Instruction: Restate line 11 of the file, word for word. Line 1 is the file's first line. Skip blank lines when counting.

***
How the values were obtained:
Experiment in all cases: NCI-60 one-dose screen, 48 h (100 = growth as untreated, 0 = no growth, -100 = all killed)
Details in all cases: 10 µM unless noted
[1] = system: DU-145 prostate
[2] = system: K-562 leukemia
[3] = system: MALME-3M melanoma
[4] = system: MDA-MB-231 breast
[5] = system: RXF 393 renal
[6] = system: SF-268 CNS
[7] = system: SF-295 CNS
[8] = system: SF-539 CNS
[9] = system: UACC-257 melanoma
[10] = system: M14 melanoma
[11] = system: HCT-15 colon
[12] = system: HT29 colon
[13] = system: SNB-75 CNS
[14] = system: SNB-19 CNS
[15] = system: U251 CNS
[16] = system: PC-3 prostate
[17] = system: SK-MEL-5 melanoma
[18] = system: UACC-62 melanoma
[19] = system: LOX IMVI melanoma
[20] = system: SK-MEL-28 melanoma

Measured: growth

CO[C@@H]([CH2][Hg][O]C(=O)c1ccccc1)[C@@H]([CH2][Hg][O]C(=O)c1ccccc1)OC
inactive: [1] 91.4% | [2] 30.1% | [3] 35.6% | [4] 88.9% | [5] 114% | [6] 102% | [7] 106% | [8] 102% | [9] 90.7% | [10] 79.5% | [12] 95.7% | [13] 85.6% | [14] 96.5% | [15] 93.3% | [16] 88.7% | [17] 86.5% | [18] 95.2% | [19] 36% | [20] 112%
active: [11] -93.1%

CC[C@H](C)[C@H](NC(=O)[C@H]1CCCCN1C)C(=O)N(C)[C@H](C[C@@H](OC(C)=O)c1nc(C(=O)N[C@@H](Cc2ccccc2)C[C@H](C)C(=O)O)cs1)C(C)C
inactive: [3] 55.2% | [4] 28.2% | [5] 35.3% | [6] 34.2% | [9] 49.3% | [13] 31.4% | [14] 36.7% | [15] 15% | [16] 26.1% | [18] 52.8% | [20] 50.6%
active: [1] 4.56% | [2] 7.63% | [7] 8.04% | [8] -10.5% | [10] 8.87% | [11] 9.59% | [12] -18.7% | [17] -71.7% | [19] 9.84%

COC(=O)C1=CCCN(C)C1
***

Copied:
[8] = system: SF-539 CNS